Sep 6, 2019

USB4 to Offer 40GB/s Bandwidth and Better Thunderbolt 3 Compatibility

The USB standard is about to step into a new generation as the USB4 standard has recently been announced. Once it does come out, it's definitely going to change the way people use computers and peripherals for the better.

The USB standard changed the way how computing is done - there was a time where various peripherals that were sold came in various port standards like serial port, parallel port, gaming port, etc. The USB standard essentially united most computer peripherals into using one common port, making it easier for consumers to shop for computer peripherals without fear of incompatibility.

Recently, the USB Implementers Forum (USB-IF) has ironed out all the issues about a new standard and are about to unleash a brand-new USB specification, the USB4 standard.

The USB4 standard promises to offer data transfer bandwidths of up to 40 gigabytes per second, which is double the speed of the current USB 3.2 standard. The good news here is that legacy devices using previous USB standards are also going to be backwards compatible as well, thus eliminating the risk of having to buy entirely new hardware in the near future.

On top of the added transfer speeds, the new USB4 standard is going to have better compatibility with Intel's Thunderbolt 3. Initially, companies had to pay for the right to use Thunderbolt 3 on their devices, but Intel has since realized that it's better if they provide the Thunderbolt 3 technology at no cost to the USB4 standard. This news is huge as this will open the way for more Thunderbolt 3 peripherals to be compatible with future devices, which is great since these offer high-bandwidth capabilities as well. An example of a common Thunderbolt 3 device that's highly popular is the eGPU.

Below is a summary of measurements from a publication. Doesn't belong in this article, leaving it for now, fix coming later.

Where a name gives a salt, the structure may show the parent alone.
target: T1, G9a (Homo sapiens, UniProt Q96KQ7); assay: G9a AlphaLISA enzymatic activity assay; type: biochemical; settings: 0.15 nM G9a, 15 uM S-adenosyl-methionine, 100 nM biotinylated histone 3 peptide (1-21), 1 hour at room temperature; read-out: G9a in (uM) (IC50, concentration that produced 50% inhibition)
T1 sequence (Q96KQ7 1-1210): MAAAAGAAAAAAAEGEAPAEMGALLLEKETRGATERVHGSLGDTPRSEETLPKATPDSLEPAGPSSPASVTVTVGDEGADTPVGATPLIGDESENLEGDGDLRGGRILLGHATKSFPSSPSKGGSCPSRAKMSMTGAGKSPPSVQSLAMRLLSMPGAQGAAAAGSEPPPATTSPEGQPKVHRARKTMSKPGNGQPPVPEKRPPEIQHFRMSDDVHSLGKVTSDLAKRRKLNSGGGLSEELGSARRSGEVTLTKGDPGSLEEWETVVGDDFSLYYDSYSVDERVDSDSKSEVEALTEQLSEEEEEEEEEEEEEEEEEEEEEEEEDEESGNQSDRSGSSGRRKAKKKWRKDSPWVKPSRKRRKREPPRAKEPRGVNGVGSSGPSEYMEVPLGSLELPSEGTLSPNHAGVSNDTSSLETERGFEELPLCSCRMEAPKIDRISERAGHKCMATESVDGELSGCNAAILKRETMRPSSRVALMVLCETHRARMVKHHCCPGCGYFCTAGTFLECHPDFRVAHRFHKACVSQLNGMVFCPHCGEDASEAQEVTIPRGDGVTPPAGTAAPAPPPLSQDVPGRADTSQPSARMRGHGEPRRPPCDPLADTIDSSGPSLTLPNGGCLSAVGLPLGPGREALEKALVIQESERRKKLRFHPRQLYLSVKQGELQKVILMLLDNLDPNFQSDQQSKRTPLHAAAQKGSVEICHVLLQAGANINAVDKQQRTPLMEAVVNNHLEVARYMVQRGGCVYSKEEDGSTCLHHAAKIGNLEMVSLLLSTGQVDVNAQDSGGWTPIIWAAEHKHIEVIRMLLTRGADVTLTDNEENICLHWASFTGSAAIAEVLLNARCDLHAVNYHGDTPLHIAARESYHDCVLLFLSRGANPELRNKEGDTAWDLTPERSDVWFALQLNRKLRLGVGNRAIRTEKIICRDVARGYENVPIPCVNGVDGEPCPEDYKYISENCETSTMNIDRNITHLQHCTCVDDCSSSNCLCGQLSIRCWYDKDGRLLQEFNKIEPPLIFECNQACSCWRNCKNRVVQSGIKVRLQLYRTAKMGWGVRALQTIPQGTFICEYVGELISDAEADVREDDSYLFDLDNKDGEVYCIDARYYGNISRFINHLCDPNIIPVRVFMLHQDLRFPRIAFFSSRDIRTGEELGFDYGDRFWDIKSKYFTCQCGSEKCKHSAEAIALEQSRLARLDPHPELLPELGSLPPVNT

Image: Thunderbolt 3 Cable

The new USB4 standard is also better equipped to handle bandwidth allocation for video as the technology is going to be smart enough to allocate the needed bandwidth for video while the rest is going to be used for data transfers. For example, if USB4 is going to be used to drive a Full HD-resolution monitor, it's only going to use 20 percent of the bandwidth, and USB4 will leave 80 percent free for data transfers to an external storage device.

The USB4 standard is going to use the current USB Type-C port, and this will remove the need to buy new peripherals. Since most current devices and peripherals come in USB Type-C, this is going to save a lot of people some money.

The USB4 standard might be unveiled sometime around next year, with some saying that the public will probably see USB4 around the second half of 2020 at the earliest. It's important to note that this technology will not come cheap and will probably be an added premium once supported devices start coming out.